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Seven Dangerous Signs That You Might Be Addicted To Exercise

Seven Dangerous Signs That You Might Be Addicted To Exercise
By Sinead Farrell
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No-one is going to castigate you for taking your exercise or gym programmes seriously, but taking anything to an excessive level is never healthy and may even be dangerous. What's even more worrying is that sometimes you're not even aware of how much your new regime is encroaching on your life.

Whether you're trying to trim down or bulk up, the goals you set for yourself should never dominate your life.

Unsurprisingly, the prevailing stigma dictates that personal issues with body weight and compulsive exercise, is strictly exclusive to women. New research however, has shattered those misconceptions.

One in 10 eating disorder sufferers are male and a number of male celebrities including Kings Of Leon front man Caleb Followill and actor Denis Quaid have spoken openly about their personal battles with the attainment of the perfect body shape.


Followill performed numerous push-ups and often ran long distances on hot days while wearing heavy clothing. Quaid's issues with over-exercising date back to the 90's when he was required to lose a certain amount of weight for a part he was playing in a film. His condition deteriorated to the point where he couldn't pull himself out of the pool due to his obsession with burning off all the calories he consumed.


The term 'exercise addiction' is not a new phenomenon and every athlete is susceptible to it. Here are some of the danger signs to watch for that you be getting addicted to exercise.

Low Mood When Unable To Exercise

You need to be able to distinguish between passion and compulsion. You often hear athletes talking about how sport is an addiction for them, but that doesn't automatically imply that they have an unhealthy relationship with it. If their training provokes happy emotions, then this is classed as a 'positive addiction.'


Sport does not define them and during times of injury, they can accept the need to withdraw from exercise until fully fit again.

Conversely, if exercise - or the inability to exercise- causes distress, irritability or feelings of restlessness, then it could be a sign that you are over exercising.

Exercise Dependency 


There are two types of exercise dependency. Secondary ED is the one that is most synonymous with eating disorders.  The purpose of their exercise programme is for body shape which is normally caused by some trauma in their lives. Primary ED refers to the heightened addictive element associated with exercise and during times of extended rest, the void caused by the absence of exercise causes feelings of depression.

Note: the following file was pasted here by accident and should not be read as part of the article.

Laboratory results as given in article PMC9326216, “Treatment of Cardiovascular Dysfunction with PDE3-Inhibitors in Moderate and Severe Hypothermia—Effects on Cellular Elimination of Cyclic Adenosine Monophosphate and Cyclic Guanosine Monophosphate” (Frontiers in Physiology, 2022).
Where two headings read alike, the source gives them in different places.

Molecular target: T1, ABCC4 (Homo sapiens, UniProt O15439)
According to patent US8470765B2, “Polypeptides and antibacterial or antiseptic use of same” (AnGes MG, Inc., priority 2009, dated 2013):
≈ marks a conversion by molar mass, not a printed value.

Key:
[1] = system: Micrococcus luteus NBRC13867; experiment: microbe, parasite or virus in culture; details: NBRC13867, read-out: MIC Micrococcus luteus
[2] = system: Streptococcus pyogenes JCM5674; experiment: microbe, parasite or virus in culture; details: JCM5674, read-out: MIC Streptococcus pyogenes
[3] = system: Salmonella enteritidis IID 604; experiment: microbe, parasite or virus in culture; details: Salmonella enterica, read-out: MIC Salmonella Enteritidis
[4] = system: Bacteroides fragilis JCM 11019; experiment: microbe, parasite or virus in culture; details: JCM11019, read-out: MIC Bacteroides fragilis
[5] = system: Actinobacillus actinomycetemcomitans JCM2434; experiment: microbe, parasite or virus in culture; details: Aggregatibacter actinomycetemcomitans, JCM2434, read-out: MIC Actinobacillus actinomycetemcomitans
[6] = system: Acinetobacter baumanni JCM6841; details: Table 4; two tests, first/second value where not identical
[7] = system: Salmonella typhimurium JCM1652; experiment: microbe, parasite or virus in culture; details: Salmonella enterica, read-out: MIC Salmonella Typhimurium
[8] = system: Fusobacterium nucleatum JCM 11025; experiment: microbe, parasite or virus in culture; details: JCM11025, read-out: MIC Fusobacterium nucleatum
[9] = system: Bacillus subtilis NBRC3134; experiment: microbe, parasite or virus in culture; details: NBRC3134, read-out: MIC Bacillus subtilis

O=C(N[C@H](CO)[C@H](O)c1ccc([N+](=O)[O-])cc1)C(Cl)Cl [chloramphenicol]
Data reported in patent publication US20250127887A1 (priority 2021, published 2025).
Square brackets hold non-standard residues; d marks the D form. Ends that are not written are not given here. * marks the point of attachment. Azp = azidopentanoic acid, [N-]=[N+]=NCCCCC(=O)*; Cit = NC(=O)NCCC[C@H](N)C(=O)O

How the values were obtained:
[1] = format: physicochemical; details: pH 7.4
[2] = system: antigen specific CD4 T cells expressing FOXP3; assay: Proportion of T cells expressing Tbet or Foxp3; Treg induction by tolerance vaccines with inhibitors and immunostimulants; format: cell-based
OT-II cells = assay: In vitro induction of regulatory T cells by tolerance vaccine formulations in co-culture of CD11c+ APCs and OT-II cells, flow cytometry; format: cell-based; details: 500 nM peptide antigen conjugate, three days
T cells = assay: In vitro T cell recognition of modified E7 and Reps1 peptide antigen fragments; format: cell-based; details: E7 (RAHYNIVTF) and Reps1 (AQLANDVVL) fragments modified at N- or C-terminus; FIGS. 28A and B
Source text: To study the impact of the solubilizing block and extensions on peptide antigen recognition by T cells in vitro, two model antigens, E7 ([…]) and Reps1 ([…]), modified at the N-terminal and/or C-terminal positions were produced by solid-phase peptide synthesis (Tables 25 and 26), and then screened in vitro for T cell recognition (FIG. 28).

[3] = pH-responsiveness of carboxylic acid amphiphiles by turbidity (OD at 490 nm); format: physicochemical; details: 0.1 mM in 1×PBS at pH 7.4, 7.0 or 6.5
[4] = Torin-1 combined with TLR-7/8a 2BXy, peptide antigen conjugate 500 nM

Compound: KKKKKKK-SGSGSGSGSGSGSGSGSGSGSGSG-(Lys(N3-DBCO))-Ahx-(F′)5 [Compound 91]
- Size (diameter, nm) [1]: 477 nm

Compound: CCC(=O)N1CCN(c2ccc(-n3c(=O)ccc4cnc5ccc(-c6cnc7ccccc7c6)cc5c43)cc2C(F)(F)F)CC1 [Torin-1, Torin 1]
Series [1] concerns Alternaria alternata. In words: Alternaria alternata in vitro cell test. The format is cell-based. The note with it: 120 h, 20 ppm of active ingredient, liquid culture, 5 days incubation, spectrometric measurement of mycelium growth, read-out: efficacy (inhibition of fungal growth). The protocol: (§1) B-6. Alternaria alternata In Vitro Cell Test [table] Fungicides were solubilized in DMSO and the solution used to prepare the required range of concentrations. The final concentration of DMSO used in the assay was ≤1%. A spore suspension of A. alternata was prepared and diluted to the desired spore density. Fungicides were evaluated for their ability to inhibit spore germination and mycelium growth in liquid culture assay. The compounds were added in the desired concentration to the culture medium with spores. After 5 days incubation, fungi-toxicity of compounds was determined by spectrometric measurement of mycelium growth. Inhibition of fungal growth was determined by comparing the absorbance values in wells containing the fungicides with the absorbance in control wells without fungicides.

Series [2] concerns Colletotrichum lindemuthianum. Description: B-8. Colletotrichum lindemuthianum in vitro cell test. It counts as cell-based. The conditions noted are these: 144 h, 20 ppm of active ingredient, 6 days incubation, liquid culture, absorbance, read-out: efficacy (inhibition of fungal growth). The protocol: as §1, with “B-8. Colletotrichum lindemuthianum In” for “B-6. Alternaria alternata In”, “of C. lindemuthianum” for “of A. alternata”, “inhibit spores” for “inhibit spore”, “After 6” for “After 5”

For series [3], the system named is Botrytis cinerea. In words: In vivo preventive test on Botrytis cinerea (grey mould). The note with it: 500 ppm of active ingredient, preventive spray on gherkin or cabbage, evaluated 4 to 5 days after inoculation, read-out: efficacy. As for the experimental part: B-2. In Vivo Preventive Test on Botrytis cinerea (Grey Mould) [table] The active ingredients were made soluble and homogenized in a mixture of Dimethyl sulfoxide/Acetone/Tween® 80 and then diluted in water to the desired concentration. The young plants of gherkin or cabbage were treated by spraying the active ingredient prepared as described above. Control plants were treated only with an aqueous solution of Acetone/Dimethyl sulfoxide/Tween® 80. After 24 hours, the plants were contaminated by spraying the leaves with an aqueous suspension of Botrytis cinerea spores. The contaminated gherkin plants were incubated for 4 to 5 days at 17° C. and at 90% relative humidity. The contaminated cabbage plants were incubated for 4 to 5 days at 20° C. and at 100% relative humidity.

Progress Determines Your Happiness

It's not uncommon to hear exercise enthusiasts boasting about their 'gains' or how they recently cut two seconds off their personal best. These comments are normally traded in good spirits but for others, meeting and exceeding those targets inhibits their everyday life.


Achieving goals is obviously an integral part of your workout regime but if failure to reach them is causing unhappiness and consuming your thoughts, your association with fitness could be degenerating to dangerous levels.

Adverse Effects On Relationships With Friends And Family

People who prioritise their obligations to gym programmes ahead of their appointments with friends and family are in critical danger of becoming a victim of exercise as opposed to someone who enjoys it.

Confrontation normally arises when loved ones try to raise concerns and the afflicted athlete may start ignoring anyone who questions their exercise patterns.


Training While Injured

People who continue training despite an injury can often be confused with the player on the pitch who won't be substituted after taking a hit. The latter example is someone who is exclusively driven by the prospect of success rather than a compulsion to work out.

The former however, refuses to stop training because of an unhealthy attachment to their regime. They can comprehend the importance of rest as a means of promoting recovery from injury, but can't physically indulge in taking a few days off from the gym.


Forcing A Gym Session Into Your Routine

Athletes who excessively exercise will make time for a trip to the gym, even if there isn't any room for it in their diary. Realistically, you need at least an hour to complete your routine at the gym and leave enough time to shower after but those with an addiction to exercise will squeeze in a trip to the gym any chance they get, even if it means they arrive late for a subsequent appointment.

Exercise Intentions

People who have worrying issues with over exercising will regularly do more in a session than they need to. The well established fitness mantra of 'just one more' gets contaminated in this case, and that extra mile or weights rep soon becomes two or three or four.

If your trainer prepares a fitness programme for you, you should follow it. They are the expert and they have a more accurate gauge of what your body can take.

Deviating from the plan and adding those extra sets won't deliver the results you want any quicker. If anything you could be inheriting a number of side effects including fatigue, decreased focus and concentration, and stiffness of the joints.

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